-Going on Vacation-

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[ what to do with your ferret | taking your ferret with you | leaving your ferret at home ]
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WHAT TO DO WITH YOUR FERRET

It is a very good idea to line up a place for your ferret to stay just in case you need to go somewhere and don’t have the time to try to find a person that will care for your ferret while your gone. Remember to plan ahead when going on vacation. When decided whether or not to take your ferret traveling with you, consider the following things:
  • Are you going to have a relaxing vacation with nobody besides yourself to take care of? If this is the case, I wouldn’t bring your ferret/s along. However, if you are the kind of person that will worry constantly, wondering how the ferrets are doing at home, then I suggest you take your ferret/s with you.
  • Will taking your ferret traveling with you be stressful for your ferret? Most ferrets are stressed very easily. It may be better just to leave your ferret home for his/her own sake.
  • What will the temperatures be like where you are going? Remember that ferrets overheat very easily! Your ferret may not be able to tolerate the heat or cold, especially if it’s the total opposite of what he is used to.
  • Does the place you’re staying at allow ferrets? Will it be ferret-proofed? Visit www.petswelcome.com for travel tips and a listing of where pets are welcomed.

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TAKING YOUR FERRET WITH YOU

So you decided to take your ferret traveling with you? Here are a couple topics that you will need to think about before you go:

Check ahead Before you set off, check to see if the place your staying at allows ferrets. If you are going to a friend or family members house, don’t just assume that they will welcome your ferret. Some people just do not like ferrets, let’s face it!

What to bring You will need to pack the following items:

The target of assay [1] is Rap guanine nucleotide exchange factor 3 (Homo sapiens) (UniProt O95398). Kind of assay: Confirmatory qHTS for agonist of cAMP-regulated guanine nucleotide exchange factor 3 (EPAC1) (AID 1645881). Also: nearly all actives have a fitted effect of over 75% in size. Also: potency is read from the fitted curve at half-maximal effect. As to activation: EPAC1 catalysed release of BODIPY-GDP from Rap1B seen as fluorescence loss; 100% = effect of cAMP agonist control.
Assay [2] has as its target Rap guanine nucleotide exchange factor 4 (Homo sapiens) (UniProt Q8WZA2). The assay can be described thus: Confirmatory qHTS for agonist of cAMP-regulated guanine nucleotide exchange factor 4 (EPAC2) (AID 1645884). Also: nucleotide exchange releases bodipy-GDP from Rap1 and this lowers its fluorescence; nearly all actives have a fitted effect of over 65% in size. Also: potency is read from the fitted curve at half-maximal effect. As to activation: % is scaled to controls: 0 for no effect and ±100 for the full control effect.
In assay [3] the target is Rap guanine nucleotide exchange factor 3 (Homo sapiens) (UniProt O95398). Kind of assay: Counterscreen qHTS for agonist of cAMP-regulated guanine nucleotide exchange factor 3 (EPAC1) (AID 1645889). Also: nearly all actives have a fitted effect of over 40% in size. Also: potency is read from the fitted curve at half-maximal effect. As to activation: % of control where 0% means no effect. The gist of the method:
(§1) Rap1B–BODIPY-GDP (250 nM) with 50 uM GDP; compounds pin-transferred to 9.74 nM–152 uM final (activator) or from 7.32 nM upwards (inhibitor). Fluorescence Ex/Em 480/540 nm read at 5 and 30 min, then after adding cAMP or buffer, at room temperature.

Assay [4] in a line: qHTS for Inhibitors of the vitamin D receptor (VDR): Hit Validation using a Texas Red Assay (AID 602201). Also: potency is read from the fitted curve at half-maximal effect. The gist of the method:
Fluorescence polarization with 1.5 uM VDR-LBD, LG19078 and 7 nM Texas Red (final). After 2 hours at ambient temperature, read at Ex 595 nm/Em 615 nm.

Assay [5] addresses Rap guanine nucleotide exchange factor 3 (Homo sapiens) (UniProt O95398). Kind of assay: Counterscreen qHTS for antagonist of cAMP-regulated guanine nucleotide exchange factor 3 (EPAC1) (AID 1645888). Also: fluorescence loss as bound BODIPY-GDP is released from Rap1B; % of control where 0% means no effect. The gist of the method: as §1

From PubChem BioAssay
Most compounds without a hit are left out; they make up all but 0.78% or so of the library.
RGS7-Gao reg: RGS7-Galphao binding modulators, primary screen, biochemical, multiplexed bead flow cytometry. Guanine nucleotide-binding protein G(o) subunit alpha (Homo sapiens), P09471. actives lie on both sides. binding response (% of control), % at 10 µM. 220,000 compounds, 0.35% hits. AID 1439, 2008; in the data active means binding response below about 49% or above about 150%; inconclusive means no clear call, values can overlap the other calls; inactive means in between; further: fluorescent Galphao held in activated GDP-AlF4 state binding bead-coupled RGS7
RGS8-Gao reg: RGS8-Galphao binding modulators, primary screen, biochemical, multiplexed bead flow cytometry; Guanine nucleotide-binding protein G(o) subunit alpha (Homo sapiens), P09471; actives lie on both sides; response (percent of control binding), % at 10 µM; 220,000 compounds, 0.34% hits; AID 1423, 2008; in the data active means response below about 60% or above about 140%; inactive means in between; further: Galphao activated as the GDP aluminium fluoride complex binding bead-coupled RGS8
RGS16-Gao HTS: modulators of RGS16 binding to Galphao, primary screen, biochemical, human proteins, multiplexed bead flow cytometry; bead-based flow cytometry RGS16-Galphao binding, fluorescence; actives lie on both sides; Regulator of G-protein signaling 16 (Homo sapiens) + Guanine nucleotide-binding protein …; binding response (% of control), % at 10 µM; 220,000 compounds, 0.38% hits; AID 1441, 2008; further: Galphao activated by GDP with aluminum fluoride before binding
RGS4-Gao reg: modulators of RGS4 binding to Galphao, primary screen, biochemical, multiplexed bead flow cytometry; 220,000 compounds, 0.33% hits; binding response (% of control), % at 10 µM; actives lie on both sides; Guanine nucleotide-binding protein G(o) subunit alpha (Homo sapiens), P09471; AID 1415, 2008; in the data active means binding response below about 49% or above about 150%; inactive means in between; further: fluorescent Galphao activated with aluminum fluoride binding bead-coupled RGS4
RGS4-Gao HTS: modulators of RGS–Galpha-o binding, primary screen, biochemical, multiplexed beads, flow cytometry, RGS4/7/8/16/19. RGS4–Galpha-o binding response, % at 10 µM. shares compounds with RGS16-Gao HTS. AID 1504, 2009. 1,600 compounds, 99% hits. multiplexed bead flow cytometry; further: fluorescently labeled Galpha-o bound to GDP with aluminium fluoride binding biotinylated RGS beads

• A current health certificate, which can be obtained from your veterinarian, and proof of your ferret’s current rabies vaccination.
  • Your ferrets first aid kit. See "first aid kit" for a list of things that you should have in your ferret’s first aid kit.
  • A pet carrier. Make sure this is equipped with food, water, toys, litter pan, and comfortable bedding such as shirts, blankets, hammocks, etc… The carrier should fairly large and comfy for your ferret.
  • A ferret harness and leash.
  • Several ID tags showing your ferrets name, address, and phone number. A ID tag should be placed on your ferret’s harness and his pet carrier.
  • A lasting supply of ferret food, water and whatever treats your ferret might want.
  • Litter pan, litter, and scoop.
  • Paper towels to clean up any accidents.
You should also bring any items that you regularly use to keep proper care of your ferret such as any medications he/she is using.

Traveling by car This may be the safest method of transportation for your ferret. Make sure to keep your ferret caged at ALL times while driving! Make frequent rest stops for your ferret to go potty and get some exercise while in a harness. Never put your ferret in your car’s trunk or on top of it’s roof! Please use common sense when traveling with your ferret! Always keep the temperature in the car comfortable for your ferret.